No more pool parties for McKinney

Corporal Eric Casebolt sits atop a young girl at the McKinney pool party. Photo Credit: Heavy.com

I won’t even begin to list some of the things I got into as a teenager. Suffice to say that if you were ever a teenager then that list is likely familiar to you. Or at least some of it. Because some of those things on that list, man…

Anyway.

So About the McKinney pool party. Whenever I start to comment on these sorts of incidents  (and there are simply too many with many more to come, trust me)  I usually like to start off by pointing out that I wasn’t there. Doesn’t mean I can’t escape the nagging feeling that something doesn’t quite make sense about a police officer drawing his gun on a bunch of kids at a pool party, kids who weren’t exactly in what I’d call attack mode (from what I could see), but I figure it’s only fair in certain situations to point out the obvious. And the obvious thing right here is that I only know what I saw on that video and the various accounts I read from  various sources online. Judging by that, however, there’s no doubt that something doesn’t quite add up to anywhere near believable for those who insist that Corporal Eric Casebolt, who had his knee in a young girl’s back, was protecting the community.

From what?

But just for the hell of it, let’s give Casebolt the benefit of the doubt. Let’s do our best to factor in the unknown, to try and imagine what could have happened off camera – or pre-camera – that would legitimize a grown man forcing a young girl to shove her face into the ground after he pulled his gun on a crowd of teenagers. And then to shove his knee into her back while cursing at all these kids. Who were in swimsuits.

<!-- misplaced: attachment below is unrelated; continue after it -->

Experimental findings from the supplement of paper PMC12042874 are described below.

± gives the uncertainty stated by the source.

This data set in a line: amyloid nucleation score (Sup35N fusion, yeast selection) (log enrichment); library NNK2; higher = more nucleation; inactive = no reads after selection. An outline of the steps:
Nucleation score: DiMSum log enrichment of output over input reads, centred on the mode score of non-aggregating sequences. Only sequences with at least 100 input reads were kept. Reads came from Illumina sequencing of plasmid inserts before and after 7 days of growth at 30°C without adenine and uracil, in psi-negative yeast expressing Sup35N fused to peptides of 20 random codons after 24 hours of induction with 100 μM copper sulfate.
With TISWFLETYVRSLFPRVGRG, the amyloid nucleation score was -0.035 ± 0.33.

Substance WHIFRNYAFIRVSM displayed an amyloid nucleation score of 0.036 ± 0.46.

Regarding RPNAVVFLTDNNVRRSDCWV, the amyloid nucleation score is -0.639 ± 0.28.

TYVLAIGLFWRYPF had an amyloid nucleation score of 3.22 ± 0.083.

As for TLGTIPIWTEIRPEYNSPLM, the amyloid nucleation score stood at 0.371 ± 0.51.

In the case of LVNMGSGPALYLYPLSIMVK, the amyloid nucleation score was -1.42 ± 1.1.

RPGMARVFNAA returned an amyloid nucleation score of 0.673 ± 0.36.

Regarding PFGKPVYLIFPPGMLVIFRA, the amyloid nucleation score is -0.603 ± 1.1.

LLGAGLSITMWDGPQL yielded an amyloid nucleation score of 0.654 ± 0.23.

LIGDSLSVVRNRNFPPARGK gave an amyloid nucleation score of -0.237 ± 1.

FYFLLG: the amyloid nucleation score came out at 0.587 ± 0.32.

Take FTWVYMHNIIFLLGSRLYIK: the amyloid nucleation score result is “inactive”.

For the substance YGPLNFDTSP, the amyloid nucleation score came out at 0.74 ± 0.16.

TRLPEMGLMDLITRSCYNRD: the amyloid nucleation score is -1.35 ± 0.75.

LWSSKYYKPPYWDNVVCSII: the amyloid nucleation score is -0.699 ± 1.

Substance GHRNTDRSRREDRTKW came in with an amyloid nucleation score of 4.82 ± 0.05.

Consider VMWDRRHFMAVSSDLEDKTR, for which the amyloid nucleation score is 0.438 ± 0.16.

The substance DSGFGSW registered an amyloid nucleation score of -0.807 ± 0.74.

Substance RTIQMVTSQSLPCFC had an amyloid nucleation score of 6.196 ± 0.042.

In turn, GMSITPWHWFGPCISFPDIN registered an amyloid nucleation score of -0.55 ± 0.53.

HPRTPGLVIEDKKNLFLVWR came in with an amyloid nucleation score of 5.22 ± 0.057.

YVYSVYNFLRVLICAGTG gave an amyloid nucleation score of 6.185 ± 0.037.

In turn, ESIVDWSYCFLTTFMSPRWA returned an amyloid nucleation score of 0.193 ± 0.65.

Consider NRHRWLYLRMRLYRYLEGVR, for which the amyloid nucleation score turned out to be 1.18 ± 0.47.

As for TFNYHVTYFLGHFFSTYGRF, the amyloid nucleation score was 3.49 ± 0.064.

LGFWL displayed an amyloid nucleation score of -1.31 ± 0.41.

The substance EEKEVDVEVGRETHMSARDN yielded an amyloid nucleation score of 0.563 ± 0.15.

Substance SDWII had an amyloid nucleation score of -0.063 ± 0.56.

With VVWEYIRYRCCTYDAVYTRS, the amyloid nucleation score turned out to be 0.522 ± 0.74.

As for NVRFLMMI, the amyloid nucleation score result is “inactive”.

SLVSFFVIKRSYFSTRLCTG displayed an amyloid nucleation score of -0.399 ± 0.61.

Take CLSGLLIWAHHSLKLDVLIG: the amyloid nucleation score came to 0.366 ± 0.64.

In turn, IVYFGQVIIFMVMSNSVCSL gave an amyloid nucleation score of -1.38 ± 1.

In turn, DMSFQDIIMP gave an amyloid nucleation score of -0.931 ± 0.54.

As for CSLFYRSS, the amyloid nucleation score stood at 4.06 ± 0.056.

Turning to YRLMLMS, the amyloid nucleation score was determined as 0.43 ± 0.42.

See, there’s that. The swimsuit thing. Because if you look at the swimming outfit worn by the young girl with her face shoved into the ground it’s hard to imagine where she might be hiding a weapon of any kind. And it’s not like she was a weightlifting Hulk-style teen, right? Just an average-sized kid. Same for the other kids, most of whom also appeared to be wearing pool party-type attire. So then where was the threat? Where was that singular alarming event that made Corporal Casebolt fear for his life to the point where he had to resort to deadly force? Against teenage kids? In swimsuits? In the suburbs?

When I was a child, I behaved as a child, and most of the adults recognized that fact and knew how to deal with it. Right quick and in a hurry, as we used to say. Whatever these kids were doing in McKinney, and however ‘out of control’ they supposedly were, it can’t possibly be compared to what happens all the time after countless college football games when the home team loses. Or wins. Or whatever excuse those kids can roll out to justify turning over cars and setting fire to shit. And then walk away without a knee in the back.

Or maybe I should say that, at least so far, there has yet to be any evidence presented of these kids doing anything beyond what kids do. Did they exhibit a rebellious streak? If they didn’t then they weren’t kids, they were adult pranksters wearing kid bodies. Because most kids? They rebel. They question. They can’t stand still for stuff they don’t understand. They voice their anger immediately, sometimes inappropriately. And they do it out loud.

So no. I wasn’t there. And I’m sure there was lots I didn’t see. But I was a kid once. And if I had been a kid at that pool party? I just hope I wouldn’t have ended up dead. Because just like them, I was a black kid.

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kaoblues
Writer and musician.

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